Trusts

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Trusts are an essential element of an estate plan.

If you are a senior and are looking for ways to distribute your property and assets, then you may be interested in creating a trust.

A trust is basically composed of three members: the trustee, the grantor, and the beneficiary. However, sometimes the grantor and the trustee are the same person.

The grantor is the person who is in charge of organizing, assembling, and creating the trust.

The trustee is the person who is in possession of the property or assets that will eventually be given to the intended recipient, or the beneficiary.

The reason that trusts are so valuable to estate planning is because when a grantor establishes a trust for a beneficiary, and hands over that property or assets to the trustee, the original owner no longer owns the property. The owner basically transfers their property to the trustee, allowing them to dictate how the beneficiary will be allowed to use the property or assets.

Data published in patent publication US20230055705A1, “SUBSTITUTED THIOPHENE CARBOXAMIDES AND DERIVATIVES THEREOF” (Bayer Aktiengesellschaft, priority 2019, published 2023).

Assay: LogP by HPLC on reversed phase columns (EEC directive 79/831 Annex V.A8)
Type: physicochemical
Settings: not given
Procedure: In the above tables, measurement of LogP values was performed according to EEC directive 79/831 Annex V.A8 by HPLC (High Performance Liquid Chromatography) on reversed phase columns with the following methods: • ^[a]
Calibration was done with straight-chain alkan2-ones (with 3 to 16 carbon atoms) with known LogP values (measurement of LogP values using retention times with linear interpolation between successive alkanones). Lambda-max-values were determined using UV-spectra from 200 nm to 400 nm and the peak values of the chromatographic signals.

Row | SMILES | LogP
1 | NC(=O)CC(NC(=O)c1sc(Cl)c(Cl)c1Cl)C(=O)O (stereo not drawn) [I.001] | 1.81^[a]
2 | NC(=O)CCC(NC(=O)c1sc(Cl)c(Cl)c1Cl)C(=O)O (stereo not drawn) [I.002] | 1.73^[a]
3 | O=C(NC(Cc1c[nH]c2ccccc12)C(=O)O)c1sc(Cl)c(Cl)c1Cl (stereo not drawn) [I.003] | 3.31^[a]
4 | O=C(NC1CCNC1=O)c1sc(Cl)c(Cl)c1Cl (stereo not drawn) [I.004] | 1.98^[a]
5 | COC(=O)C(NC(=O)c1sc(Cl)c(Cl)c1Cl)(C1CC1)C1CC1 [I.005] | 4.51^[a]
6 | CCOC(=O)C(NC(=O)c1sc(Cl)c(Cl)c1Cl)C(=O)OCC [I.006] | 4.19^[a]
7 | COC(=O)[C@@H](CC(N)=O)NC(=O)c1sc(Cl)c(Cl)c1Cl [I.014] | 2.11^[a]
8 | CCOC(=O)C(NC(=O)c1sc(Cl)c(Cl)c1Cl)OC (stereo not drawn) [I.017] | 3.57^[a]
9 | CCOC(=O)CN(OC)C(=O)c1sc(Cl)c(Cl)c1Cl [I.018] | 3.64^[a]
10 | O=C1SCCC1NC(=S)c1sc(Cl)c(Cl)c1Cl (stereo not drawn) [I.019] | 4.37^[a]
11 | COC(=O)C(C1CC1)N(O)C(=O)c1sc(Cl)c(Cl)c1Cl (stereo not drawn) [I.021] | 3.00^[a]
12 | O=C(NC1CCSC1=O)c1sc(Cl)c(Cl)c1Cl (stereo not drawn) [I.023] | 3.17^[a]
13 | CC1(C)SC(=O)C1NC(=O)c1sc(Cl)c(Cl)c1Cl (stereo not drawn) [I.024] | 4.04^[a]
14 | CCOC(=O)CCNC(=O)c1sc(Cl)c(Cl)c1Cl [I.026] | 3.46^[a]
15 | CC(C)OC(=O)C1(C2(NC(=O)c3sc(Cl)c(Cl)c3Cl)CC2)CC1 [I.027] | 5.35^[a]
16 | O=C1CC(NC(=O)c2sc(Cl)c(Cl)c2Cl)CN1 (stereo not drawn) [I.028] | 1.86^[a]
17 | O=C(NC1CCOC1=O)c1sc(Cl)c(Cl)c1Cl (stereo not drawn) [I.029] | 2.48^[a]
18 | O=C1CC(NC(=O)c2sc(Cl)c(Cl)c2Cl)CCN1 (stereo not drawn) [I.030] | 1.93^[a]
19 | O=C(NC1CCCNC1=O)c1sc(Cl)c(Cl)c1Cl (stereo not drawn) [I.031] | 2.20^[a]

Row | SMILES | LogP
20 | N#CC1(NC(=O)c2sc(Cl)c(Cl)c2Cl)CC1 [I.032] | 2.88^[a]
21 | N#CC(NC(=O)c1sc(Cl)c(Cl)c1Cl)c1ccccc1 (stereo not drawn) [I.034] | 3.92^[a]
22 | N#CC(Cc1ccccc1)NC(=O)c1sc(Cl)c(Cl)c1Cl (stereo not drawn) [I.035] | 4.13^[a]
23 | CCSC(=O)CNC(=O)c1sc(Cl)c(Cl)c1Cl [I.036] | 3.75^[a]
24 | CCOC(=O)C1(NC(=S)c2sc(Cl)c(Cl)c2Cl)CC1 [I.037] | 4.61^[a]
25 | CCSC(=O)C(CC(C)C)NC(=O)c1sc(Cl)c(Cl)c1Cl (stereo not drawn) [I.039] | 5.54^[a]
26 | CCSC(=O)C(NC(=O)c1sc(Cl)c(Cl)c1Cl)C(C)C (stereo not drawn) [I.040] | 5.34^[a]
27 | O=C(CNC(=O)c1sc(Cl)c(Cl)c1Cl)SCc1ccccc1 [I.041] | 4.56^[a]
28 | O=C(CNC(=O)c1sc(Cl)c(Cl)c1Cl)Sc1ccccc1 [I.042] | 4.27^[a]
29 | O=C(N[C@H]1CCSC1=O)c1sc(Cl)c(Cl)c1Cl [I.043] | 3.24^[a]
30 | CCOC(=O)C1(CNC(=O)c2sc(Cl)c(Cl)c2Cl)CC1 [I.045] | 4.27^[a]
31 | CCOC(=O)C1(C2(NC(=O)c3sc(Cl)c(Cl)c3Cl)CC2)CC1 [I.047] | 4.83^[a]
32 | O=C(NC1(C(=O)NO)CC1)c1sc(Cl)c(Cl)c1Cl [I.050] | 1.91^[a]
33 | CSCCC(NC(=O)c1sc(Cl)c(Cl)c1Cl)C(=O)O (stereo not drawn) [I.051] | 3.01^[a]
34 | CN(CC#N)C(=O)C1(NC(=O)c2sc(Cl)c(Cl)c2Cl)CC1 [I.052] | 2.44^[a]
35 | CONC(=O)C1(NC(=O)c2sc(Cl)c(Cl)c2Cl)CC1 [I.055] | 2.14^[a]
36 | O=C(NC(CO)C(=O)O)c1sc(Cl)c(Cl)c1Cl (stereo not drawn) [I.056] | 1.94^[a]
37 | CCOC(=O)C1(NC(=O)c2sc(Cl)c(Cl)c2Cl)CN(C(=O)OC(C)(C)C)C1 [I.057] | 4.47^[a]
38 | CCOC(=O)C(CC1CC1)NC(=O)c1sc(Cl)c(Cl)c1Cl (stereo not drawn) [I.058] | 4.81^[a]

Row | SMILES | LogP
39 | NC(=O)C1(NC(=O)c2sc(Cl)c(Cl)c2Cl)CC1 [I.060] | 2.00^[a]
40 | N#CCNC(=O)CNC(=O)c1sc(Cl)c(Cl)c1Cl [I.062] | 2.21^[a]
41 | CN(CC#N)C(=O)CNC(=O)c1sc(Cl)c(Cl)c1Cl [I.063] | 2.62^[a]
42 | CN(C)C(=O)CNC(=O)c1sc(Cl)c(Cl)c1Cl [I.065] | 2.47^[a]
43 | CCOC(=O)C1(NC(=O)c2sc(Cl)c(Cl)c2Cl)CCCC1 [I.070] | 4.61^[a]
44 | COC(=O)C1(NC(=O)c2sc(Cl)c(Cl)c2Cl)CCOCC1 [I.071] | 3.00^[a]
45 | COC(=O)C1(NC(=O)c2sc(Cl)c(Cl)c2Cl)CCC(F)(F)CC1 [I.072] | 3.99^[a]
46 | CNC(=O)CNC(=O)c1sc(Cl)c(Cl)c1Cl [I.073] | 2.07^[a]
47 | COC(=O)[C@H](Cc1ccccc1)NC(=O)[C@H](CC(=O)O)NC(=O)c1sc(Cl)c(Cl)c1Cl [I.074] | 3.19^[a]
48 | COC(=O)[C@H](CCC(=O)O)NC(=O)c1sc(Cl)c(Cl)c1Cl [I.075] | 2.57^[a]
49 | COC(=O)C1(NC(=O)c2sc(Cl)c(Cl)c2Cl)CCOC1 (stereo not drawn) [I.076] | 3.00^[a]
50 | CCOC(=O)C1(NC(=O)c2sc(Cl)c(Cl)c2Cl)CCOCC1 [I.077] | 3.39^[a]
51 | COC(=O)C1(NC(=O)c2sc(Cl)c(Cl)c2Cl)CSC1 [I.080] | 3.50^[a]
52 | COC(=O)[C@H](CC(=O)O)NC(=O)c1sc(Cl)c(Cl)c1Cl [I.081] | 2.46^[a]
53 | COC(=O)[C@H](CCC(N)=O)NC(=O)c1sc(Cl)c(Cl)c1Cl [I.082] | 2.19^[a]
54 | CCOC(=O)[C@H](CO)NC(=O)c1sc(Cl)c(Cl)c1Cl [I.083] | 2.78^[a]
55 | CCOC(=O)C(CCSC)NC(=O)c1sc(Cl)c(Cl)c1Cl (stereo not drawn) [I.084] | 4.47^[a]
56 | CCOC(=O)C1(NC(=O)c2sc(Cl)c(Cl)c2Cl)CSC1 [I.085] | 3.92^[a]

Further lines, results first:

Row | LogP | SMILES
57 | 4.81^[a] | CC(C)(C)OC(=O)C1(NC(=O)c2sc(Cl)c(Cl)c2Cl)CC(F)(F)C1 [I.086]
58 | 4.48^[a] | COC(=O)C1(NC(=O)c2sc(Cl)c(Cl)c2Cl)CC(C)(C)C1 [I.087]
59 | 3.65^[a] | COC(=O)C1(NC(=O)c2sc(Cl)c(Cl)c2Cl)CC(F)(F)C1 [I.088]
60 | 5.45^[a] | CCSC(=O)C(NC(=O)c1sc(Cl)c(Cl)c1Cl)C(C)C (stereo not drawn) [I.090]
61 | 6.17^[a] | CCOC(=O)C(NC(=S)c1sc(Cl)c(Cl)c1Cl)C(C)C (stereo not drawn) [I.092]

Trusts also allow seniors the ability to control their finances, property, possessions, and assets and ensure that they are used in the manner that the owner intends. Another advantage to creating trusts is the fact that these can be used to help defray taxes.

Since state law governs all trusts, it is imperative that all trusts are established under the expertise of an experienced lawyer. If you would like to establish a trust you should contact a lawyer as soon as possible. He or she will guide you through the process and ensure that you create a trust that meets the requirements set forth by law.